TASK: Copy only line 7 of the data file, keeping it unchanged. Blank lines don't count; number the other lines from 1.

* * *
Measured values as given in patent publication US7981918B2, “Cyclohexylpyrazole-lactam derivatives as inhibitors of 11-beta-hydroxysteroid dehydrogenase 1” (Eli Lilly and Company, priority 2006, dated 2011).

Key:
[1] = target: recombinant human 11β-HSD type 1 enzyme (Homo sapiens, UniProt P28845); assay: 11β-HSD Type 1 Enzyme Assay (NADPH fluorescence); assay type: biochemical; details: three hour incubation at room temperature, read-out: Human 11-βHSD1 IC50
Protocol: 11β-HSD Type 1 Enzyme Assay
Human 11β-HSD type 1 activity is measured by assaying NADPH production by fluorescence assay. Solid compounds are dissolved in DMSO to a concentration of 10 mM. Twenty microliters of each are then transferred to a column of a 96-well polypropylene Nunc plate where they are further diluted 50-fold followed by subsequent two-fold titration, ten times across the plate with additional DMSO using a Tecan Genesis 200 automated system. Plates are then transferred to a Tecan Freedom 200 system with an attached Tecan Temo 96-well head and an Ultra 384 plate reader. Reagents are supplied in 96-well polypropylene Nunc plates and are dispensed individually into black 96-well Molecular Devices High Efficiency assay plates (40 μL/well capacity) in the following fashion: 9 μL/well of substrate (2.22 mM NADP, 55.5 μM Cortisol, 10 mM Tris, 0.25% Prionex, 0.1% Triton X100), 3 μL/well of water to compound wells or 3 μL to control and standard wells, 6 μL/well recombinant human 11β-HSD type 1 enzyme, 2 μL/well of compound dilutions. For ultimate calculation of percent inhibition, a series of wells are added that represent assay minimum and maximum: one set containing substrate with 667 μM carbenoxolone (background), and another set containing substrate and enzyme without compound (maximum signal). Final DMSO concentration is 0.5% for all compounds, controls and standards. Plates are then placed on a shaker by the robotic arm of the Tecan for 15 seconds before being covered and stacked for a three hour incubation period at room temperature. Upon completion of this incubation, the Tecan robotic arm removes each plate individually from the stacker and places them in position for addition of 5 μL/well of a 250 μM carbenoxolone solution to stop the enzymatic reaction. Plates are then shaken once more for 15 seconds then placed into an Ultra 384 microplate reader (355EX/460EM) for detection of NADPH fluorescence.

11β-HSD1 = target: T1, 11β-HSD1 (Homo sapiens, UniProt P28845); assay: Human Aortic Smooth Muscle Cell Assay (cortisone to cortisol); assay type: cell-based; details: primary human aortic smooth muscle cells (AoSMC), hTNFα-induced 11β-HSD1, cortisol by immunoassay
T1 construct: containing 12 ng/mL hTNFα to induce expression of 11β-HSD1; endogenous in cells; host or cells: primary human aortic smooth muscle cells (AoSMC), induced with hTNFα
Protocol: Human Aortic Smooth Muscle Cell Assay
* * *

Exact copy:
T1 construct: containing 12 ng/mL hTNFα to induce expression of 11β-HSD1; endogenous in cells; host or cells: primary human aortic smooth muscle cells (AoSMC), induced with hTNFα